Global silicon shipments in terms of square inches will rise to record levels in 2010, according to semiconductor manufacturing market research firm iSuppli.
Shipments of silicon for semiconductor manufacturing in 2010 will grow by 23.6 percent year-over-year, reaching 8.9 billion total square inches, up from 7.2 billion square inches in 2009, iSuppli forecasts. By 2014, 12.4 billion total square inches of silicon will be shipped.
However, while this is good news for filling fabs, it doesn't necessarily follow through to the average selling price (ASP) and the health of the industry. There is a fine balance between demand for silicon and production - too much silicon, low prices; too much demand and not enough siliocn - high prices.“Following the recession of late 2008 and 2009, chip manufacturers spent the first half of 2010 striving to reverse the damage they had suffered,” said Len Jelinek, director and chief analyst for semiconductor manufacturing and supply at iSuppli. “Visibility in the second half of 2010 remains limited even as the all-important holiday season inches closer. The good news is that barring any new collapse, silicon suppliers will have sufficient orders on the books to carry them through the third and fourth quarters. And while growth in 2011 won’t match the high expansion rate seen in 2010, iSuppli anticipates that the semiconductor industry will require additional increases in silicon shipments of about 13 percent compared to 2010 shipment rates to meet the projected development.”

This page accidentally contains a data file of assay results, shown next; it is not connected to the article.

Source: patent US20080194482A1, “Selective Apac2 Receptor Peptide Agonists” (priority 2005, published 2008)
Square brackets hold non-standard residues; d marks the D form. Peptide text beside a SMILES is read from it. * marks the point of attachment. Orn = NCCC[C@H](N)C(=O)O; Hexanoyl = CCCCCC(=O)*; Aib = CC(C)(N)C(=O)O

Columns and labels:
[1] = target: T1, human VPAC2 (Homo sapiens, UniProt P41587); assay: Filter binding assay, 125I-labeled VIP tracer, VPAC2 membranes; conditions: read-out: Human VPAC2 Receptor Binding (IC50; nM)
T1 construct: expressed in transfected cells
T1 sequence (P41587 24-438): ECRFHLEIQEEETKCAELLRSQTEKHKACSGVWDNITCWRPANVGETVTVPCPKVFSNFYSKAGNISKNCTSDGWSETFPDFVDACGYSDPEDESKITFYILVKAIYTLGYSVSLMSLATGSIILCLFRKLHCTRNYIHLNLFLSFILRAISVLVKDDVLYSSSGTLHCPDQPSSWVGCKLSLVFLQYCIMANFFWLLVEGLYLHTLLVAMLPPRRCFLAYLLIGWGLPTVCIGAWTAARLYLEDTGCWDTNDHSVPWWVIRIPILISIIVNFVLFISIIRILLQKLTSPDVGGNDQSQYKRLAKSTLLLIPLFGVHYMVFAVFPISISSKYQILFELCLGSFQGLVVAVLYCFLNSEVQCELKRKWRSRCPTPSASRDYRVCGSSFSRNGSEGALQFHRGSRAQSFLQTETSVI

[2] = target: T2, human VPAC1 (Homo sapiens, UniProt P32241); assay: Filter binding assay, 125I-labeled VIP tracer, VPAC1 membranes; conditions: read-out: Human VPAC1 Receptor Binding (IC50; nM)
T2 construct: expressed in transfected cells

Outperforming the industry
The demand for silicon in 12-inch wafers continues to rise at a rate that will outperform the industry average for silicon through 2014. In order to maintain growth, however, silicon suppliers must continue to expand 12-inch wafer manufacturing.
Beyond 2010, iSuppli expects to see a greater emphasis on shifting to even more 12-inch wafer manufacturing. Specifically, mixed signal and other technologies will be moving to 12-inch wafers as a result of older 12-inch tools no longer being cost effective for the manufacturing of leading-edge technology products.
Over the next five years, the availability of additional mature manufacturing capacity and tools will accelerate the conversion to 12-inch wafer manufacturing for products such as analog and mixed signal devices.